8) Comparisons with some published exercise studies, which also indicate two groups, suggest that the dysfunction that we observe in neutrophils may also occur in other cells such as those of skeletal muscle [1].

    9) The degree of dysfunction in neutrophils correlates with auxiliary measurements of cell-free DNA in blood plasma which indicate levels of tissue damage up to 3.5 times the upper level of the normal reference range. This is clearly demonstrated in figure 6 of our previous paper on the pathophysiology [1]. The cell-free DNA is a measure of non-apoptotic tissue breakdown [5].

    10) The major immediate causes of the mitochondrial dysfunction are: a) lack of substrate, and b) partial blocking of the translocator protein sites and/or oxidative phosphorylation and the reactions leading up to it (link reaction and Krebs cycle).


    Note -- this is based on an ATP test that the researchers are pretty invested in. I'd like a second opinion as to its quality.

    [Edit: yeah, I'm going to pick through this one, I'll get back to you guys.]

    [Edit: phrases like "eating the evolutionary correct stone-age diet" are worrisome. Can anyone else weigh in?]

    -J
     
    Last edited: Jul 18, 2016
  12. JaimeS

    JaimeS Senior Member

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    BTW gotta go, but I'll put in another hour later on in the day. :D

    [I'm back! Meeting cancelled. :) ]
     
    Last edited: Jul 18, 2016
  13. Silencio

    Silencio Senior Member

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    Me too.. Head spinning! Good job team
     
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  14. JaimeS

    JaimeS Senior Member

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    ....just got up to make coffee.

    ....coffee sitting under Keurig, already brewed. :confused:

    Some days I hate having ME more than others. :cry:
     
  15. olliec

    olliec

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    @Silencio The usual format for page names is like "Ronald Davis", so if you search for them and an existing page is there, you know what to link to. He had one already but under Ronald not Ron.

    I've added references to the page for all the studies Jaime mentioned. What other studies are missing?
     
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  16. JaimeS

    JaimeS Senior Member

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    I've fallen down the rabbit hole!

    The following provide evidence that bacteria also affect host mitochondrial function, along with viruses and parasites.

    This one looks especially suitable:
    http://www.ncbi.nlm.nih.gov/pubmed/20818415 <--- Cited! :D

    From that article, above:

    Oooooh. :D

    But there are lots of others to look at:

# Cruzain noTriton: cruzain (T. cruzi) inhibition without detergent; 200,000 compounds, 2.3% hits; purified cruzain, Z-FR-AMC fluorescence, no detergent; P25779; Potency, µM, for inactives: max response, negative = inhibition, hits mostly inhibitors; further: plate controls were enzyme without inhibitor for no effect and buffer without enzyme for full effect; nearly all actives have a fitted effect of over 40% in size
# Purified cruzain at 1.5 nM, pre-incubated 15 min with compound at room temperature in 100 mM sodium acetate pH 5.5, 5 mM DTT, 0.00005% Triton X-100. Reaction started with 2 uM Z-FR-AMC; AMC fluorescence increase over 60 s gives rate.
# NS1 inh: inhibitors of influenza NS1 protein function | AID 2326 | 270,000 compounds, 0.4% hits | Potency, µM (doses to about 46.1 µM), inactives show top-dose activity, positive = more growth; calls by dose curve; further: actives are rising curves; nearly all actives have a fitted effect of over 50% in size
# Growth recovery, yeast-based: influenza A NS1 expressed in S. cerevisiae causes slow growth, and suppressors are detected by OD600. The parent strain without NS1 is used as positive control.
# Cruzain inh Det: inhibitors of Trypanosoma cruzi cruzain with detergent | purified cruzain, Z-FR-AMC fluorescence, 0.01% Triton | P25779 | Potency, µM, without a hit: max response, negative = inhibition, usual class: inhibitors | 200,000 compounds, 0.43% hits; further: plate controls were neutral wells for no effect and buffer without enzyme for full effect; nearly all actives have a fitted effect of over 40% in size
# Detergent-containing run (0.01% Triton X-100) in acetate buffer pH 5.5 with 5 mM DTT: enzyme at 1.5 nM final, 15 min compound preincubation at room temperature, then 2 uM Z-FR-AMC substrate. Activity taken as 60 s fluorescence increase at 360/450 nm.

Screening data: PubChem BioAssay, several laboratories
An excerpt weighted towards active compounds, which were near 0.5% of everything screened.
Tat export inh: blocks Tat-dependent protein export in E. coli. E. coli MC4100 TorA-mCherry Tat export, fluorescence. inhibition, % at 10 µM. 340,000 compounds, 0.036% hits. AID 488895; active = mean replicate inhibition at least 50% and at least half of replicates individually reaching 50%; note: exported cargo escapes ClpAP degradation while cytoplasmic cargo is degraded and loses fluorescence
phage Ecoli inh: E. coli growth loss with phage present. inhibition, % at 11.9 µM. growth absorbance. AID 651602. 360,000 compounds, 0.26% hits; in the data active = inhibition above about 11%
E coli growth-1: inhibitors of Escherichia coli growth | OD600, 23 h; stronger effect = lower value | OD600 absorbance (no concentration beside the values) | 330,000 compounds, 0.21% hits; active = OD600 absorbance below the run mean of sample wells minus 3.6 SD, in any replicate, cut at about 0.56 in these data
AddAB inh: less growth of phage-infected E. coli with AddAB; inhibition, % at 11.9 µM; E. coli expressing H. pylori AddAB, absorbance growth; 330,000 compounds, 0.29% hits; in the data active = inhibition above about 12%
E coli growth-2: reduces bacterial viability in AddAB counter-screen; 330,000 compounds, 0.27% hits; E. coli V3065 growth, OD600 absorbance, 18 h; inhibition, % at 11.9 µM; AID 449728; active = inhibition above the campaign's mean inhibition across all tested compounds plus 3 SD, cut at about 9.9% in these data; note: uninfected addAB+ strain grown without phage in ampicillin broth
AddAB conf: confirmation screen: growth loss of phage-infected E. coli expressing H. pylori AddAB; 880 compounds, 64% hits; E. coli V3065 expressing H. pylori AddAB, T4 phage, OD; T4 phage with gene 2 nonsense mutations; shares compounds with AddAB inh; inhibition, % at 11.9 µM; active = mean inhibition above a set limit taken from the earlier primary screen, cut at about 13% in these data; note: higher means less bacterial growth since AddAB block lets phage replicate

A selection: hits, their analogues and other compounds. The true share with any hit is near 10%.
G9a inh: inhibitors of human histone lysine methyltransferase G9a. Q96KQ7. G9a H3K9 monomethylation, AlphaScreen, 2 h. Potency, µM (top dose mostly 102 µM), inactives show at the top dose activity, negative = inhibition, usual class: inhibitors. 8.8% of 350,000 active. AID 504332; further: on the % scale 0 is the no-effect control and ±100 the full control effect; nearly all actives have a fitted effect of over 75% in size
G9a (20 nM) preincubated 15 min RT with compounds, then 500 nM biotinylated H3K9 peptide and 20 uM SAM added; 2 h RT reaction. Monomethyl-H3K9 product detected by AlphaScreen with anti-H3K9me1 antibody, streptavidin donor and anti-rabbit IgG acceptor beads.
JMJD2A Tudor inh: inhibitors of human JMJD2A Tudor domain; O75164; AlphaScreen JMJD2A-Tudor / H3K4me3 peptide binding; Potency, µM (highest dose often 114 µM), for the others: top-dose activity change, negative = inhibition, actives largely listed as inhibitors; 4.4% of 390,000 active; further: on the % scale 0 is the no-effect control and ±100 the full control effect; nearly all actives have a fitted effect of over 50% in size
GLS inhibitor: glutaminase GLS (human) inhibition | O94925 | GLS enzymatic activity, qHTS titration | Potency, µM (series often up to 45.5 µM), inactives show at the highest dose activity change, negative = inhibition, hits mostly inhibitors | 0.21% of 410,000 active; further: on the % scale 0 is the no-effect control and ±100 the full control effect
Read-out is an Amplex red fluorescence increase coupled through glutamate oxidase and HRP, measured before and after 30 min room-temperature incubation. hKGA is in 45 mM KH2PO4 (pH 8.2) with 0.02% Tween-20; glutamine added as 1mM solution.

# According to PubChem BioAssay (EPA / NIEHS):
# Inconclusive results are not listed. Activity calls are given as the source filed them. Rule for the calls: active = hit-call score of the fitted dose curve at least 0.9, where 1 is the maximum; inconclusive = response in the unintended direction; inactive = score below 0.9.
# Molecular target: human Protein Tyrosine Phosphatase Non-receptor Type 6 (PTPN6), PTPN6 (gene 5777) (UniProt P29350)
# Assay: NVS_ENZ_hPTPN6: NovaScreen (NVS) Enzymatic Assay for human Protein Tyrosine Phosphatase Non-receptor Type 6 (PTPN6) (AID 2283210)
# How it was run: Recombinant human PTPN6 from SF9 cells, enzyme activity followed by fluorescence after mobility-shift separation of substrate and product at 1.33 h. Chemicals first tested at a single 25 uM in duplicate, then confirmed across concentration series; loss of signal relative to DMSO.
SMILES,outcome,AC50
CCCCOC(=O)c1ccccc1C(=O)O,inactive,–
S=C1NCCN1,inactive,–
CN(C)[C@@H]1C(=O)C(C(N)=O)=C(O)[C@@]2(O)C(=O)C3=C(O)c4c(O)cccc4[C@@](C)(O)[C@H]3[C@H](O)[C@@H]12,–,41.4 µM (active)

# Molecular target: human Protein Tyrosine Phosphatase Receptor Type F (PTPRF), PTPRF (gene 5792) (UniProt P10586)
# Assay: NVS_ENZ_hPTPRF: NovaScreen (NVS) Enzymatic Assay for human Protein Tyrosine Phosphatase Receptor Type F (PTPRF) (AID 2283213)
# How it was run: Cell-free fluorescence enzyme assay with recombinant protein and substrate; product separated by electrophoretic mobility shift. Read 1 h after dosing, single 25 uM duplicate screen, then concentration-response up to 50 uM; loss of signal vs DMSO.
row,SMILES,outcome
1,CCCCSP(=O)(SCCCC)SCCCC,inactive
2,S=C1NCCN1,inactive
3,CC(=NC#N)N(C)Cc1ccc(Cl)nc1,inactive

Hep C (viral)
    http://www.ncbi.nlm.nih.gov/pubmed/27010100 <---Cited! :D

    E Coli
    http://www.ncbi.nlm.nih.gov/pubmed/15533930
    http://www.ncbi.nlm.nih.gov/pubmed/20618683 <---Cited! :D
    http://www.ncbi.nlm.nih.gov/pubmed/21947777

    Toxoplasmosa
    http://www.ncbi.nlm.nih.gov/pubmed/20618683 <---- Cited! :D
     
    Last edited: Jul 18, 2016
    Silencio likes this.
  17. olliec

    olliec

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  18. JaimeS

    JaimeS Senior Member

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    Huh! I know that author...

    Meeus M, Goubert D, De Backer F, Struyf F, Hermans L, Coppieters I, De Wandele I, Da Silva H, Calders P. (2013, October). Heart rate variability in patients with fibromyalgia and patients with chronic fatigue syndrome: a systematic review. Semin Arthritis Rheum., 43(2):279-87. doi: 10.1016/j.semarthrit.2013.03.004. Epub 2013 Jul 6. Review. PubMed PMID: 23838093.

    Nijs, J., Meeus, M., & De Meirleir, K. (2006, August). Chronic musculoskeletal pain in chronic fatigue syndrome: Recent developments and therapeutic implications. Elsevier Manual Therapy, 11(3), 187-191. doi:10.1016/j.math.2006.03.008

    Nijs, J., Nees, A., Paul, L., De Kooning, M., Ickmans, K., Meeus, M., & Van Oosterwijck, J. (2014). Altered immune response to exercise in patients with chronic fatigue syndrome/myalgic encephalomyelitis: A systematic literature review. Exerc Immunol Rev., 20, 94-116. Retrieved June 30, 2016, from http://www.medizin.uni-tuebingen.de/transfusionsmedizin/institut/eir/content/2014/94/article.pdf

    No earthly idea why I've never seen the one you reference above! <3 Very cool!

    -J
     
  19. JaimeS

    JaimeS Senior Member

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    Found the article -- if anyone wants or needs, PM me and I will send it.
     
  20. JaimeS

    JaimeS Senior Member

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    I'm finishing up in about a half an hour, but I wanted to say the following for next time:

    I discussed hepatitis C as one of the infectious agents that can cause or contribute to mitochondrial dysfunction, and several other pages on MEpedia mention hep C; but there is not a page on hep C on the wiki as of yet.

    Here are several sources that discuss hep C in reference to ME, CFS, or ME/CFS:

    Obv we will need more general info on hep C as well, but I wanted to save these references. Also, this would be a great project for someone to take on as an individual, because it's a blank slate.

    [I added this as a stub, but obv. needs more information!]
     
    Last edited: Jul 18, 2016